8. Learn to trust and develop your gut instincts regarding your work, and others’ critique of it. True, you’ll always be too close to it, because you’re the creator. And there will always be some voices ringing out in workshop that are way off for your vision of the story, your aesthetic, etc. But then there will be some who are right on, whose searing feedback or advice matches the quiver in your middle when you hold the draft up before your eyes. Better to have a handful—even one—of these voices in your corner than none. Cherish such readers, yet also keep in mind that someone who may have resonated deeply with a previous project of yours may not have the same relationship with the next one. Have the courage to seek out fresh eyes.

9. Realize the value of your work—because if you don’t value it, why should others? Delegate as many nonessential, non-writing tasks to whatever degree you can—to agents, interns, teenage children/siblings, eager grad students, etc. If you’ve got a $50,000 a year teaching gig, hire a maid service to clean your house once or twice a month so you can invest in those precious days off to write. Figure out which holidays you prefer to celebrate with family and which ones you can skip to attend a writers’ colony, or borrow a friend’s cabin in the woods for a couple of weeks.

10. Meditate on your death every day. This meditation will usually be fleeting and hardly morbid—but certain, yes. You are going to die. Maybe not today, or tomorrow, or six months down the road. Then again, maybe today. All that will be left of your essence in this life will be what you’ve left behind, written down. Is what you have to say essential? If not, how to make it so? Most everything pertaining to the craft of writing can be boiled down to those two questions.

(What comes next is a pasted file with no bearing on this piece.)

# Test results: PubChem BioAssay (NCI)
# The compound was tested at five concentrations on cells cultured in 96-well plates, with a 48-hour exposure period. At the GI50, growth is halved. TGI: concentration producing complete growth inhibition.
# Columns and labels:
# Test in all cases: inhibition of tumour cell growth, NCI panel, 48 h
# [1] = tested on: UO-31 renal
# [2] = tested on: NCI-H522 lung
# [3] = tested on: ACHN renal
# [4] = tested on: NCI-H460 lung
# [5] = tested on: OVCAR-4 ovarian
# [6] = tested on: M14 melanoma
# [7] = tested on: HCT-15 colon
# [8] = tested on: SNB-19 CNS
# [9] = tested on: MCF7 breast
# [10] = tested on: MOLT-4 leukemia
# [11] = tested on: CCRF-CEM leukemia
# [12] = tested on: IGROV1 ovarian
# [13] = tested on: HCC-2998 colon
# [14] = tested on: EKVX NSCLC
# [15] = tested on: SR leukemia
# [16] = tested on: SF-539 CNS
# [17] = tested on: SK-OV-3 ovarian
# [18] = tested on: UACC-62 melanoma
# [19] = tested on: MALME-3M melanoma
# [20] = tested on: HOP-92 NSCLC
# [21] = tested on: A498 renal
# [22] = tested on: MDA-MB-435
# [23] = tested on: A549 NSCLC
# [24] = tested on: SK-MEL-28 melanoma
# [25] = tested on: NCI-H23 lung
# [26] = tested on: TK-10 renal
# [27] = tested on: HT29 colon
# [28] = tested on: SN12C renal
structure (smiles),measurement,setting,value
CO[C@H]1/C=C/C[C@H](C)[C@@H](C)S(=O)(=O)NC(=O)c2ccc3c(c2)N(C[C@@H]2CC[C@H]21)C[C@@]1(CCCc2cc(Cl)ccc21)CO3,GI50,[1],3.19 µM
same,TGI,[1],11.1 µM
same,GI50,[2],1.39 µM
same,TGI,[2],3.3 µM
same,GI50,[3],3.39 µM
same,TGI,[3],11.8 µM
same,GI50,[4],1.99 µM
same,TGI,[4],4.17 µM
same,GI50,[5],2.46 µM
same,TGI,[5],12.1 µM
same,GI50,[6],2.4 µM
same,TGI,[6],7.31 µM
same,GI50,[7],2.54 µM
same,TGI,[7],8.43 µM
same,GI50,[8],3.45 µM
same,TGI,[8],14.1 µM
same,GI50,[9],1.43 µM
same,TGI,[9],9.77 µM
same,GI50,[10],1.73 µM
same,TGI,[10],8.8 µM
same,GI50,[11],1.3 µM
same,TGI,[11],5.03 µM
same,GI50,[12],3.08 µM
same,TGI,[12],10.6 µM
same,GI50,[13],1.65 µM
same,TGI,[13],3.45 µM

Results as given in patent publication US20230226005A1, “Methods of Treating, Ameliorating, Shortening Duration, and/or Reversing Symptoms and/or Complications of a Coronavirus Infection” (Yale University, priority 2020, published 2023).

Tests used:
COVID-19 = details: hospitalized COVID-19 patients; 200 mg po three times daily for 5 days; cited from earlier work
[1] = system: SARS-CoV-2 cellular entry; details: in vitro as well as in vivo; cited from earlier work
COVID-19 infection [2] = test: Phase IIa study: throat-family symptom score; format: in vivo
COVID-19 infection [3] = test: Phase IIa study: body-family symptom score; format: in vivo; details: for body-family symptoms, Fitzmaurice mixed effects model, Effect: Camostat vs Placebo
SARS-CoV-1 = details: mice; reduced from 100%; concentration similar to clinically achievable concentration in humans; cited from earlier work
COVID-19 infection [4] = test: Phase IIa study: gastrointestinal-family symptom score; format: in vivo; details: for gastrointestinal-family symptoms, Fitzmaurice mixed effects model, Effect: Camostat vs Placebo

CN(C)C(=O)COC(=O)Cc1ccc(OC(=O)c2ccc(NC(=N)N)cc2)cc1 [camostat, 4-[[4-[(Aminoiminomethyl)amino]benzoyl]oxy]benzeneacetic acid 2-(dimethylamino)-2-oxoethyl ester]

The Aesthetics of Scale: An Artistic Collaboration

The Aesthetics of Scale InterchangeNow through April 28th the Orlando Museum of Art is hosting an exhibition titled The   Aesthetics of Scale. The exhibit showcases the collaborative work of Rachel Simmons and Lee Lines and explores the ways in which landscape affects how people live in conjunction to the land. Perhaps more importantly, from an artistic perspective, the exhibit opens a discussion about artistic collaboration and what it offers to those willing to pick up its admittedly unwieldy mantle.

The project that would eventually lead to The Aesthetics of Scale started in 2010 during a research trip to Iceland. What was eventually born out of this trip was the marriage of Simmons’ artistic background and Lines’ knowledge of geography and environmental issues, a collaboration of not only academic goals but artistry.

This does not mean that the marriage of their backgrounds and intentions came together easily. In an interview conducted by Laura J. Cole for Rollins College, Lee and Simmons discussed a point of tension between the two over an image for a presentation. Simmons wanted to flip the image because she felt that it looked better aesthetically while Lee saw that as a misrepresentation of the regional landscape. Simmons was speaking from the artist’s point of view and was more concerned about how the piece spoke to its audience. On the other hand, Lee was looking at it from a geographer’s point of view and felt that repositioning the piece was dishonest from a scientific standpoint.